Today’s Fact of the Day, according to the White House:
Iraqis are enthusiastic about voting in the National Assembly on January 30.
I suppose it depends on how you define the word enthusiastic.
The preliminary findings of a new internal US State Department poll on Iraq (news – web sites) obtained by AFP shows only 32 percent of Sunni Muslims are “very likely” to vote in landmark national elections this month and only 12 percent consider the event legitimate.
The survey, conducted from December 12-26 by the State Department’s Bureau of Research and Intelligence (INR), revealed major concern among Sunnis about the security situation in Iraq, with 88 percent saying the threat of violence would keep them away from voting centres.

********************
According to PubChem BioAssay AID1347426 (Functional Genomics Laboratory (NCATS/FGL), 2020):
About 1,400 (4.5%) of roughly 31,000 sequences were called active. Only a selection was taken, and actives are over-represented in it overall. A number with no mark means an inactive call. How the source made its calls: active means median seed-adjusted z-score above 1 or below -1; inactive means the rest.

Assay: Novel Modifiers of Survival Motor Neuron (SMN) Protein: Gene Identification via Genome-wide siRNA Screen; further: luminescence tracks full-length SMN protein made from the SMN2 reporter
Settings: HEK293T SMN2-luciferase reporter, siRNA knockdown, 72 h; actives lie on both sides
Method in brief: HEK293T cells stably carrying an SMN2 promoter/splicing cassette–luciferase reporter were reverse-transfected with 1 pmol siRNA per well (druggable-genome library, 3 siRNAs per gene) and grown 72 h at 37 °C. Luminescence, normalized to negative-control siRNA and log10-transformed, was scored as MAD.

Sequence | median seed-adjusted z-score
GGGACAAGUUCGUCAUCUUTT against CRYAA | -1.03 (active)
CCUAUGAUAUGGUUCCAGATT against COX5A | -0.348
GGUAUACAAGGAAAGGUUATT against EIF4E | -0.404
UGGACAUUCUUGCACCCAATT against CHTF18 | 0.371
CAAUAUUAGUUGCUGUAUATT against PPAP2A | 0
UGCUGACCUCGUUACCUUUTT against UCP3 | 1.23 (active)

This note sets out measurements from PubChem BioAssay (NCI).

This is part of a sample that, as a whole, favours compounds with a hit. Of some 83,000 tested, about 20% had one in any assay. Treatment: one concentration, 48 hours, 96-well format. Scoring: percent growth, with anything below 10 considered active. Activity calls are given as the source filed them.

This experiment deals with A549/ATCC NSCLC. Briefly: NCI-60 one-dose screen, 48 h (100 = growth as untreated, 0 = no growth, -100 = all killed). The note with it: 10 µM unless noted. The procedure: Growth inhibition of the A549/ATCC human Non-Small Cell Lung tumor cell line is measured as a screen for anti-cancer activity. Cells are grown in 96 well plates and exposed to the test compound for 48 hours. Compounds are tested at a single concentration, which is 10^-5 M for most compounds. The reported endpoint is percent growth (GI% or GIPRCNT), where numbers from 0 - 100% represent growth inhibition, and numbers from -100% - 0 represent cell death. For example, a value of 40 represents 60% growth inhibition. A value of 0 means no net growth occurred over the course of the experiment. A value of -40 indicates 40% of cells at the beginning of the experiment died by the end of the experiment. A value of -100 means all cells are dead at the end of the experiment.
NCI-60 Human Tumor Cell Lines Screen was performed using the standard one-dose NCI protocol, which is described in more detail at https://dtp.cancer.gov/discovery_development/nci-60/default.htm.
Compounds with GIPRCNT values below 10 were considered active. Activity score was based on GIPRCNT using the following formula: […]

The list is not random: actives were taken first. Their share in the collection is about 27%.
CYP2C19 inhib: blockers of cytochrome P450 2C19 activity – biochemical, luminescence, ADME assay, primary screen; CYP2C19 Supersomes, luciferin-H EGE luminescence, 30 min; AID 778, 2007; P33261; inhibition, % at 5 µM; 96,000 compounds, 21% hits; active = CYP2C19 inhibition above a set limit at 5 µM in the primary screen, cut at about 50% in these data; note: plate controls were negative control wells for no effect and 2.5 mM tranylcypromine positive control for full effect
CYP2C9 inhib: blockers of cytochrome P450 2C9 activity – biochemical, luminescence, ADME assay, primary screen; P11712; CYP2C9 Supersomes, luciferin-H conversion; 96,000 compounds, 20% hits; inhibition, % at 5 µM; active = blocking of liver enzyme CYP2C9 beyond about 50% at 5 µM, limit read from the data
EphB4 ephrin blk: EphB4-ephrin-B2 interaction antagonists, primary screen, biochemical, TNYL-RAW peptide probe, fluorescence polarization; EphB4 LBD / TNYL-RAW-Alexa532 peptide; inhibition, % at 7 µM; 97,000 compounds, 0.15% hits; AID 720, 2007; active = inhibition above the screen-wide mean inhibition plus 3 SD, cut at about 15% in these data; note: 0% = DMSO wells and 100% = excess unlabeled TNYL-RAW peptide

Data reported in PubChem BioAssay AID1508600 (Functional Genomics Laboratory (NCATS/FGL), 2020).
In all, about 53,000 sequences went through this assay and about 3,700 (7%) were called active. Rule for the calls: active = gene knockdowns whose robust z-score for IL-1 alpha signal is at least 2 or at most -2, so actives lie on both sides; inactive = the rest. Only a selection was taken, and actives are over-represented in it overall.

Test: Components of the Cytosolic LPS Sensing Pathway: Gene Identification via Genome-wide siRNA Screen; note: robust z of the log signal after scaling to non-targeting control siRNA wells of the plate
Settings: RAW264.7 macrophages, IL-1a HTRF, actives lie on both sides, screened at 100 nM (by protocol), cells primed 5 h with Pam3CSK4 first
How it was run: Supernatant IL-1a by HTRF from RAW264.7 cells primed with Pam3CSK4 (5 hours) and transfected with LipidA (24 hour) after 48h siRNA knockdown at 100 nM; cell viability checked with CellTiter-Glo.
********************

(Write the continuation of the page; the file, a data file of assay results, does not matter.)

The poll, which has not been released publicly, found three-quarters of Iraq’s influential Shiite majority, who make up 60 percent of the country, would boycott elections if called upon to do so by a respected religious leader.
Even if Sunnis want to vote, the danger of attacks by insurgents could very well keep them from heading to the voting booth.
“Sixty one percent of Arab Sunnis are very concerned about their family’s safety versus 24 percent of Shiites,” the poll said.
The poll also found “88 percent of Sunni(s) and 38 percent of Shiite(s) would stay home if there are threats of violence against polling stations.”
Asked if they thought the vote would “be completely free and fair” 52 percent of Arab Shiites answered yes, while only 12 percent of Sunnis gave a positive answer. In comparison, 37 percent of Sunnis and just five percent of Shiites said the vote would “not be free and fair.”
Meanwhile, most Shiites, who have overwhelmingly backed the election, said they would skip the vote if called to do so by a religious leader they trusted.
“Seventy-six percent of Arab Shiite would comply with a boycott called by a trusted religious figure compared to 32 percent of Arab Sunnis,” the poll said.